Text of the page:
August 2018 Highlights Uncategorized

What to Expect After You Are Expecting

Expectant mothers have no shortage of information available and during frequent visits with their doctors. However, the difference in preventative medical care and information between pregnancy and post-partum is vastly different, and this difference is leading to some worrisome health concerns for new moms.

More than half of pregnancy-related deaths occur after birth, and the U.S. is the only country in the world where maternal mortality rates are going up. A CDC Foundation analysis of data from four states found that nearly 60 percent of those deaths were preventable.

These findings led The American College of Obstetricians and Gynecologists (ACOG) to issue a formal opinion in April on updated recommendations for postpartum care.

This critical post-partum time is often referred to as the Fourth Trimester. Thanks to the ACOG opinion, this important time is getting much more attention for the health and well-being of new moms.

Things like gestational diabetes, which are common and treatable pregnancy complications, can also present serious post-partum complications. It is rare for anyone – either patients and healthcare providers –  to worry or discuss it.  Since it usually disappears after delivery, women do not get information about the long-term risks, and the woman doesn’t know that because it occurred (and disappeared after the birth), it’s still putting them at risk. Similarly, gestational hypertension (any high blood pressure during pregnancy), preeclampsia, preterm birth (deliveries before 37 weeks of gestation) all increase the future risk of heart disease- and yet rarely are discussed after delivery because the issues have often resolved.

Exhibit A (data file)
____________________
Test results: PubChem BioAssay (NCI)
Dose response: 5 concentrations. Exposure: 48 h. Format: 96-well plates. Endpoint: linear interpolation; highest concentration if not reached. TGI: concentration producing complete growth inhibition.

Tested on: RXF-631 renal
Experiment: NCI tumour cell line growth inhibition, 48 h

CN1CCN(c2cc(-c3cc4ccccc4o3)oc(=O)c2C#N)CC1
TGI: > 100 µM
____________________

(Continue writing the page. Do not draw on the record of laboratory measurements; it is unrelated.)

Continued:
Gestational diabetes rates have doubled in recent years from approximately four percent of women to around eight percent. It is a pregnancy complication that behaves similar to other forms of diabetes by interfering with how the body processes glucose but most often disappear after delivery. Because the blood sugar levels often normalize after delivery, most patients believe their risk has also disappeared.

Research shows that having gestational diabetes raises a woman’s risk of developing Type 2 diabetes, and increases the risk of future heart disease and stroke.

Simply having gestational diabetes also raises the risk of an expectant mother of having preeclampsia, a dangerous complication to both mother and the baby. Similarly to gestational diabetes, preeclampsia goes away after the birth of the baby.

Gestational diabetes can, and does, happen to anyone, there some general factors that can increase someone’s risk: being over 25 years-old, being overweight with a BMI of 30 or more, any personal or family history with diabetes, and ethnicity.

The most important thing for expectant and new mothers to know is to discuss any new medical issues that arise during pregnancy with their doctors. After the birth of a child, the mother needs to also focus on her own health and understand the implications of these adverse pregnancy outcomes and her own health and come up with a plan with her health care team to reduce future risks to her heart. Also, maintaining a healthy pregnancy with safe exercise and a healthy diet may help prevent these complications in the first place.

It is important that women receive information about the implications of these issues that arise during pregnancy. The partnership of the new mother with her obstetrician and other specialists to improve heart health is the key to impacting a women’s health.

Written by: Dr. Martha Gulati, MD, MS, FACC, FAHA Division Chief of Cardiology for the University of Arizona College of Medicine, Phoenix Physician Executive Director for the Banner – University Medicine Heart Institute


Gretchen Pahia

Dr. Martha Galati is a co-author on the ACOG opinion is chief of cardiology at the University of Arizona College of Medicine, and physician executive director of the Banner – University Medicine Heart Institute in Phoenix, is bringing the concerning health concerns linked to cardiovascular issues in post-partum women.

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